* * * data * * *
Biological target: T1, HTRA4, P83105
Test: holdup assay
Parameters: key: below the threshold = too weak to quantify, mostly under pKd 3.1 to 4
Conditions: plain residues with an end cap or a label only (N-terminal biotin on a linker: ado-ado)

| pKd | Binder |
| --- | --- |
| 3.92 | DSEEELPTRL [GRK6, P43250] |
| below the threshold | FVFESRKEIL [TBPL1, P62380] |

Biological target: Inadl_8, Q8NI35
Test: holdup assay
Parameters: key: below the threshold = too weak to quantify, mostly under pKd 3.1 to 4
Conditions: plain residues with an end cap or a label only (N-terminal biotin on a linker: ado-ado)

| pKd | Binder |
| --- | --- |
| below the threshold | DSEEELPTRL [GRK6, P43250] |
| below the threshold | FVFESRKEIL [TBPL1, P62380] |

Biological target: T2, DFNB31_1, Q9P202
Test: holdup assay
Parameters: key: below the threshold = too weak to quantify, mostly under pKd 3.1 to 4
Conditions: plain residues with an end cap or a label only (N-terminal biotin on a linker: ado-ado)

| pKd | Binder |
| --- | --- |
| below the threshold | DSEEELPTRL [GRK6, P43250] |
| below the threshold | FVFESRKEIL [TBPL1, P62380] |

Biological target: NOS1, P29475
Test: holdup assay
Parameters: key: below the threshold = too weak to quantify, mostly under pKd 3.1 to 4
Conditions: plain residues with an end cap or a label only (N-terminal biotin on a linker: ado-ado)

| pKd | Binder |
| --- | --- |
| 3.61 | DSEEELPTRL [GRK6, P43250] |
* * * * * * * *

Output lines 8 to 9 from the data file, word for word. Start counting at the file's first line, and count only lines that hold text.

| below the threshold | FVFESRKEIL [TBPL1, P62380] |

Biological target: Inadl_8, Q8NI35